This also highlights some of the problems with doing our approach to 3rd party sandboxing. If we not had have the opportunity to check the NSS library source code, we would probably had denied netstat to run, and thus probably robbed firefox its source for entrophy.

Interprocess communication

Unix signals are normally allowed only to be sent from the process to itself.

Lots of communication is happening with the MACH subsystem. This is because apple have several interacting subsystem and service functions that all need to cooperate that way, e.g. font handling, cut-and-paste functionality, language support, sound and multimedia support, etc.

Network access

For programs not needing network access, no incoming or outgoing network access should be allowed.

For processes needing inbound network traffic, only well-known network ports should be allowed.

For processes needing outbound network traffic, only well-known network ports should be allowed.

Shared sandbox profiles

When a generic sandbox profile is used for inclusion by other profiles, the definitions and controls used there should be as restrictive, not permissive, as possible. At ROMAB we try to find common policy code segments and extract them to a file containing common profile rules that can be shared between the different tools we harden.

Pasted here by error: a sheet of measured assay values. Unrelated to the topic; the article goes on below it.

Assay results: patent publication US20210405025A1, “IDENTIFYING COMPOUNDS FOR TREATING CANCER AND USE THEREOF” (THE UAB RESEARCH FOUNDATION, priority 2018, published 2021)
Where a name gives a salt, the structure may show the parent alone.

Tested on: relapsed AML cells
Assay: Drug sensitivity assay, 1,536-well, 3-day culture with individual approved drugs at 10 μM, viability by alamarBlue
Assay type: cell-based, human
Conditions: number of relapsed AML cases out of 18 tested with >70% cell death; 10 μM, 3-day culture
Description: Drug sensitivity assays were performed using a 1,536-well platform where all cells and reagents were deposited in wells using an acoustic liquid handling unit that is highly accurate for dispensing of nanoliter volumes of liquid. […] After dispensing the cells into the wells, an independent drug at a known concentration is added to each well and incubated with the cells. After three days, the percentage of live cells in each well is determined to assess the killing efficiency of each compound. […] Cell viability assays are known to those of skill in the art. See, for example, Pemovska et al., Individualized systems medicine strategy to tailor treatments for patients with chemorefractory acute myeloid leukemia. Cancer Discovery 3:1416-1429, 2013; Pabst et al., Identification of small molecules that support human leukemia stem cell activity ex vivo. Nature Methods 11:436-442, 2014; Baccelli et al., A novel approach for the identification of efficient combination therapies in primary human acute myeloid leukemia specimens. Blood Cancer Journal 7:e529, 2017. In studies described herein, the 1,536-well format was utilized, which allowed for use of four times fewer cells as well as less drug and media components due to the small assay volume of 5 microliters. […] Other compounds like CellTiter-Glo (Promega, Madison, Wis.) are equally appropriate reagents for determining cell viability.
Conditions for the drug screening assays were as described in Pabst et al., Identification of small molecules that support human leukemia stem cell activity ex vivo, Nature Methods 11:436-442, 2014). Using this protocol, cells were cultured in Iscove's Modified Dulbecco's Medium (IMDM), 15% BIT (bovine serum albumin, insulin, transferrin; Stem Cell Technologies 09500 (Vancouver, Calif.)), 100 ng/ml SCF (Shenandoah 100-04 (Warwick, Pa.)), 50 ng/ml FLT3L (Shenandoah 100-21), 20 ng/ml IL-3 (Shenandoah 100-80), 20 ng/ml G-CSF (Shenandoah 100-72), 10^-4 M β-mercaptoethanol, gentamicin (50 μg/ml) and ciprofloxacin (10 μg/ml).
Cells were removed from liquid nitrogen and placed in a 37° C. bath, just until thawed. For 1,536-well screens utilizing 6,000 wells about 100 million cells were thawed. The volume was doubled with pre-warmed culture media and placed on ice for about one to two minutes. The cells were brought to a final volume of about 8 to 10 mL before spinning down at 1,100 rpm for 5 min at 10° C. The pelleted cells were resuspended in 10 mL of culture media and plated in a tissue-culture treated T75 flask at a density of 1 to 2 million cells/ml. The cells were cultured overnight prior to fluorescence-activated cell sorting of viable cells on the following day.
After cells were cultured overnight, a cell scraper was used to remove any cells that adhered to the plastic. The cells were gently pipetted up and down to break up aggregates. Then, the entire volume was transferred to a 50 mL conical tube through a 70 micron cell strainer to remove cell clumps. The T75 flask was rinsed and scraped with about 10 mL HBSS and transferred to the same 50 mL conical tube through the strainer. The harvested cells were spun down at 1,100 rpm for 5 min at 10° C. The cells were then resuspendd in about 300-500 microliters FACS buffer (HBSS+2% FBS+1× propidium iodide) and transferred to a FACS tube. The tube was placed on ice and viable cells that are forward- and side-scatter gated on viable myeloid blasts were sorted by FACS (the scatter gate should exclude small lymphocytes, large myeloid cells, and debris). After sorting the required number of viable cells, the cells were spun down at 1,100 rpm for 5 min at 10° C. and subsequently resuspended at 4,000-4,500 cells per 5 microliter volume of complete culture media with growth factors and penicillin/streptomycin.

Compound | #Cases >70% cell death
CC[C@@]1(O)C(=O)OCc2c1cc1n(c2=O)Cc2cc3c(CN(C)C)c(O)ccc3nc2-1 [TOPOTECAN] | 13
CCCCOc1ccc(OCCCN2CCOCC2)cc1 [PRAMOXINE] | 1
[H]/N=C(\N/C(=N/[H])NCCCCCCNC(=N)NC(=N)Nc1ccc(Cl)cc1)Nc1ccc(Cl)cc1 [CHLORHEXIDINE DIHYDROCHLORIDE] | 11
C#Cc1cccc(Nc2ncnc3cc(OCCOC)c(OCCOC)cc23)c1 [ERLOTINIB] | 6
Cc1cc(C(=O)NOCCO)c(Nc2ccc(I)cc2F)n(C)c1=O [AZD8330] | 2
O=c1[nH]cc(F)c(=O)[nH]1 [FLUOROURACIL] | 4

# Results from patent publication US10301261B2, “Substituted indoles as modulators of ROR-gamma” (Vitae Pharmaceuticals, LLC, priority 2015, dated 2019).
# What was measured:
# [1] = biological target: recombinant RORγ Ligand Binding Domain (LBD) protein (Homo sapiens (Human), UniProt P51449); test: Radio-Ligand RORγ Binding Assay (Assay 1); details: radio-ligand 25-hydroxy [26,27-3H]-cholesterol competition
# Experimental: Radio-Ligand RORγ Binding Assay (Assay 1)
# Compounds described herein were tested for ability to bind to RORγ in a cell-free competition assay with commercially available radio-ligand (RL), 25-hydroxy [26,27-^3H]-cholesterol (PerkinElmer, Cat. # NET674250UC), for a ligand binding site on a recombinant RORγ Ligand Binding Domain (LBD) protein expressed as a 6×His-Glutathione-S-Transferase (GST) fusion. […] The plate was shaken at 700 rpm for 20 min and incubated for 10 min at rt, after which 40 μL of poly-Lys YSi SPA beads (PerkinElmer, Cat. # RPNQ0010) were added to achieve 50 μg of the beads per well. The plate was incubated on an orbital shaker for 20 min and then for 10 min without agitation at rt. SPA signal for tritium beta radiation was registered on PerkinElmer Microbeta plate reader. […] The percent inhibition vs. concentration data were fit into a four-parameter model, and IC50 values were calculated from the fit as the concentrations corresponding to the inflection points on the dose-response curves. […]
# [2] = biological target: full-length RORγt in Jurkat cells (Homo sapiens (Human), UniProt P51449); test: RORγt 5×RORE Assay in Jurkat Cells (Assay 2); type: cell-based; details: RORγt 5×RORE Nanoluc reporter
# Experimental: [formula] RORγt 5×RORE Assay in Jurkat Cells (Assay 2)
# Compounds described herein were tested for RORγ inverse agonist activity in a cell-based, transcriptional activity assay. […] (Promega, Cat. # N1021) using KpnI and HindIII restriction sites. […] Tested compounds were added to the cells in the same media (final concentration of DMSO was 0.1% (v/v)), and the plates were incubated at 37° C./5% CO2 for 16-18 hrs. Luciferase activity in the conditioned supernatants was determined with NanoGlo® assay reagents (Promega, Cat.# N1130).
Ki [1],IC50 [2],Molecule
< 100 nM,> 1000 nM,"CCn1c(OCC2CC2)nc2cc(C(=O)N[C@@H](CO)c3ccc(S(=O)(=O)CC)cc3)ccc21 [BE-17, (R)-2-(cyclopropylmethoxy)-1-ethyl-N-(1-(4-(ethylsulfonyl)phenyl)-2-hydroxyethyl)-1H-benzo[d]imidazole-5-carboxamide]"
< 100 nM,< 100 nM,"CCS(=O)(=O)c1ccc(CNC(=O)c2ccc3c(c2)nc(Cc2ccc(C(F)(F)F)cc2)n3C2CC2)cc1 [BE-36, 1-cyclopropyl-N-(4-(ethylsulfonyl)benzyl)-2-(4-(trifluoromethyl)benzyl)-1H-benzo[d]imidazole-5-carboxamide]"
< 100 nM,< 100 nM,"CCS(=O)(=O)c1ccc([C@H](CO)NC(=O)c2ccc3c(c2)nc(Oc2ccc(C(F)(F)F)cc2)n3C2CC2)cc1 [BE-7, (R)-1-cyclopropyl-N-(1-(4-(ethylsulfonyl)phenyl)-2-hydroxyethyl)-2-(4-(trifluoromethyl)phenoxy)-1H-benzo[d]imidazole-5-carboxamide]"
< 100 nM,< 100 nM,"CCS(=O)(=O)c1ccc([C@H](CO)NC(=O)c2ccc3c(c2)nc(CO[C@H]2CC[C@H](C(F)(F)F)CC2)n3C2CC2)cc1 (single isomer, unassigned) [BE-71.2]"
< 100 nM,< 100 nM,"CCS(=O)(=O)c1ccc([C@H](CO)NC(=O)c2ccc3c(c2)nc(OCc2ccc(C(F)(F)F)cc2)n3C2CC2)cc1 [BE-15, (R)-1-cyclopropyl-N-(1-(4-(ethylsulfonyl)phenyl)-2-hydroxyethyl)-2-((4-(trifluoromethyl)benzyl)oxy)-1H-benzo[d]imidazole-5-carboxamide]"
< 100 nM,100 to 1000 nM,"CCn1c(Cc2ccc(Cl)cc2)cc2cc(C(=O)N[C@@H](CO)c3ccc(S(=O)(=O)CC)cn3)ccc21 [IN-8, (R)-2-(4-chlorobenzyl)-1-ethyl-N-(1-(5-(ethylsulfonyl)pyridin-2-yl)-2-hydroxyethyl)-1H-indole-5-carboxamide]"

We believe that there is little or no performance penalty for running programs in sandbox. The text file containing the is compiled into a binary format when a profile is used the first time. This binary is then saved and cached for efficient handling by the operating system.

Logging, debuging and customizations

The sandbox protected tools will normaly log any policy violations to the normal system log (/var/log/system.log) with all violations getting the "sandboxd" prefix.

      Jun 15 14:04:48 mbp sandboxd[5126]: Adium(5282) deny file-read-metadata /Users

To debug any problems with IronSuite protected applications, start to examine the system log file, for example by filtering out the last blocked system calls.

     tail -100 -f /var/log/system.log  | grep sandboxd

Please be vary that the log file will most certainly show several lines of logs with error messages. Several of those blocked system calls, e.g. file access that we have analysed and considered non essential. Ergo, the log file can be noisy and filled with crap.

To debug one of our sandboxes, start it directly from the command line with the command sandbox-exec with the appropriate options. Plese note that sandbox-exec is very picky. One have to give a complete and absolute path to the sandbox profile and the executed binary!

    $ sandbox-exec -f `pwd`/ /Applications/

We are very interested in any comments, bug reports, extensions and enhancements that you or someone else might create. please send those to:

Users of the IronSuite should be able to customizations from the release, e.g. if someone wants to use an addon that we have not used or tested when we developed the initial sandbox profile.

The way to do customizations is simple: running the program, using that extra feature, examine the logfile, update the rule set, rinse and repeat.

This is also why we use the 2 clause BSD license, if someone want to release their stuff to the world. We would certainly appretiate if people would mail us their customisations, and we might be able to redistribute them.